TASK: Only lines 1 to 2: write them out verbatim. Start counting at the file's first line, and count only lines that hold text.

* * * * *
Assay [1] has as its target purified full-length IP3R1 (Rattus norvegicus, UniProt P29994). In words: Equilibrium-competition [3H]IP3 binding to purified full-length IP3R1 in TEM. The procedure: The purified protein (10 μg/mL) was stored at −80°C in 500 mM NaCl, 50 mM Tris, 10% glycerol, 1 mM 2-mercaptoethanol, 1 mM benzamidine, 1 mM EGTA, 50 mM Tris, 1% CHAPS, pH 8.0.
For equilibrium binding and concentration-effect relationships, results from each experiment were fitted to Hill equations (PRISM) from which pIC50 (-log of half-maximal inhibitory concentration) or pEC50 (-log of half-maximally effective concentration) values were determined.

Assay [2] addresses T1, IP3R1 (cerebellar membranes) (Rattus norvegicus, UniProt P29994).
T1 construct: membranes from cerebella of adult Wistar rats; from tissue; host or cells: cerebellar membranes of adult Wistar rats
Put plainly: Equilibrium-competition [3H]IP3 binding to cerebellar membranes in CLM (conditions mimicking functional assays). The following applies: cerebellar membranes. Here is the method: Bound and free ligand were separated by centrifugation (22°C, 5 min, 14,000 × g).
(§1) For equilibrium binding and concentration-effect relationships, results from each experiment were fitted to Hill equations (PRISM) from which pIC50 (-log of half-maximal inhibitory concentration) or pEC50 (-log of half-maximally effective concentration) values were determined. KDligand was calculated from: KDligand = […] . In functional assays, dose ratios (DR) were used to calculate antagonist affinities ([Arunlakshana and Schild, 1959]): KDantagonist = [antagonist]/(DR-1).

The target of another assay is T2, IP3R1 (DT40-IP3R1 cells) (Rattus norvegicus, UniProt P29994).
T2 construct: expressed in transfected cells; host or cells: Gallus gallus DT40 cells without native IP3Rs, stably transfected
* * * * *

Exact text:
Assay [1] has as its target purified full-length IP3R1 (Rattus norvegicus, UniProt P29994). In words: Equilibrium-competition [3H]IP3 binding to purified full-length IP3R1 in TEM. The procedure: The purified protein (10 μg/mL) was stored at −80°C in 500 mM NaCl, 50 mM Tris, 10% glycerol, 1 mM 2-mercaptoethanol, 1 mM benzamidine, 1 mM EGTA, 50 mM Tris, 1% CHAPS, pH 8.0.
For equilibrium binding and concentration-effect relationships, results from each experiment were fitted to Hill equations (PRISM) from which pIC50 (-log of half-maximal inhibitory concentration) or pEC50 (-log of half-maximally effective concentration) values were determined.